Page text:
Monday, 12 March 2012

Strange Stories #8. The Yellow Wallpaper by Charlotte Perkins Gilman

Strange Story #8: The Yellow Wallpaper
Author: Charlotte Perkins 
Collected In: The Yellow Wallpaper And Other Stories
Anthologised In: many anthologies, including The Dark Descent 

I never saw so much expression in an inanimate thing before

Like many people (especially in the US I think) I studied this at school. It was public domain even back then, so the teacher knocked up some special copies for us - bloody self-publishers. We were told it was a classic piece of feminist literature (true); an expert expression of repression and madness (true); an ironic reversal of The Doll's House (true). What we weren't told is that it was a horror story.

I would have attributed this to the fussy, genre-phobic syllabus of English GCSE circa the mid-Nineties, if it wasn't for one thing: in doing some reading up on this story in preparation to write this piece (I do do preparation, despite any appearances to the contrary) I've encountered the same attitude. This isn't a horror story - no sir. No mere horror story; how can it be when it is a classic feminist examination of repression and male attitudes to female emotion?

I'm not quite sure I understand the argument, the either/or attitude. I guess there's still a viewpoint that some people have that calling something a piece of horror literature cheapens it somehow; somehow makes it have less of a serious point? But regardless of what some people think it is a horror story, as well as (not instead of) what they think it is.

As an example, consider these lines from the opening, describing the house the couple are moving into:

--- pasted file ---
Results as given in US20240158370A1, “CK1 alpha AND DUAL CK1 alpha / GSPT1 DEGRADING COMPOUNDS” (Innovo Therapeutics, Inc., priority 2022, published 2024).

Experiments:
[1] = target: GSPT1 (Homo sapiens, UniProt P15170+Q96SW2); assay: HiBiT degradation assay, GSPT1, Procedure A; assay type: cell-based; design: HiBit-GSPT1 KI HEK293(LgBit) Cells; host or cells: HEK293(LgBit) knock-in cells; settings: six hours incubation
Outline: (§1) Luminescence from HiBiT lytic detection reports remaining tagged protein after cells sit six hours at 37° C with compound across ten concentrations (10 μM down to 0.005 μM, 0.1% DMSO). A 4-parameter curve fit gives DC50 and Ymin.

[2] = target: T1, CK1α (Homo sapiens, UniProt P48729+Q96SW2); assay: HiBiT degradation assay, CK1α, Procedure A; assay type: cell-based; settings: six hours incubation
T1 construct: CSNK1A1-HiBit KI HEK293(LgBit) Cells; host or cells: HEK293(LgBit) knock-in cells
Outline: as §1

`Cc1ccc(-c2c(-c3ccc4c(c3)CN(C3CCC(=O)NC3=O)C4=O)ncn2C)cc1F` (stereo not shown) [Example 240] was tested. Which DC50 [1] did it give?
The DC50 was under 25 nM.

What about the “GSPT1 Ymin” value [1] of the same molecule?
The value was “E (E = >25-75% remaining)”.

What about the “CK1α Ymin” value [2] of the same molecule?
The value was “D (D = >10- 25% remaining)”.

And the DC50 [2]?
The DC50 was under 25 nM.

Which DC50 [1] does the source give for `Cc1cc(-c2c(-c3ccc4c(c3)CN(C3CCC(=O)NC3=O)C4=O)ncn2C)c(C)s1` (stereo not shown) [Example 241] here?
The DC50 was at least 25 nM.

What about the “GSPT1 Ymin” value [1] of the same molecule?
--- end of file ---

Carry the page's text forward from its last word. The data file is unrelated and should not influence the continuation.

There is something queer about it... Else why should it be let so cheaply?

This is shortly after using the word haunted in connection to the house as well. It's not just a horror story opening, it's a classic, almost cliched horror story opening. One feels Shirley Jackson and Richard Matheson were reading closely.

Then there's the narrator's obsessive description of the titular wallpaper itself: repellent; flamboyant; unclean; strangely faded; stripped off in great patterns and of the pattern in the wallpaper design: slanting waves of optic horror.

Hardly a world away from Lovecraft, is it?

Regardless, when I say it's one of the best 'strange stories' I've read, I'm certainly not intending it as a criticism or intended to dilute its feminist 'message' (for want of a better word). In fact that's partly why it's such a great horror story.

(I found loads of great images based on the story when looking for one for this piece - too many to chose from. Here's some more).

from an 1989 installation, "The Yellow Wallpaper" by artist Marlene Angeja.

From here

By Kate Beaton

Next Week: Strange Stories #9. Tell Me I'll See You Again by Dennis Etchison

1 comment:

Neil Schiller said...

Right, am determined to get a comment through the Blogger CAPTCHA control...

Haven't read this myself, but you make an interesting point. I hadn't really thought about it before, but you're right. There is no real reason why something can't be both literary fiction and horror. It seems fine for 1984 or A Clockwork Orange to be both sci-fi and literary. Or Brighton Rock to be a thriller and literary.

It does seem to be for a novel that fits this genre to be considered literary, you have to try and ignore the horror elements. I don't really know why this is.

You could make the argument, I suppose, that the supernatural elements somehow take it down from the top notch of intellectualism. But that's kind of a nonsense argument because literary does not equal realist. Magic Realism seems to be perfectly acceptable and the superhuman powers in Midnight's Children didn't stop it from being highly regarded or winning the Booker (and the Boooker of Bookers). It is all rather odd isn't it?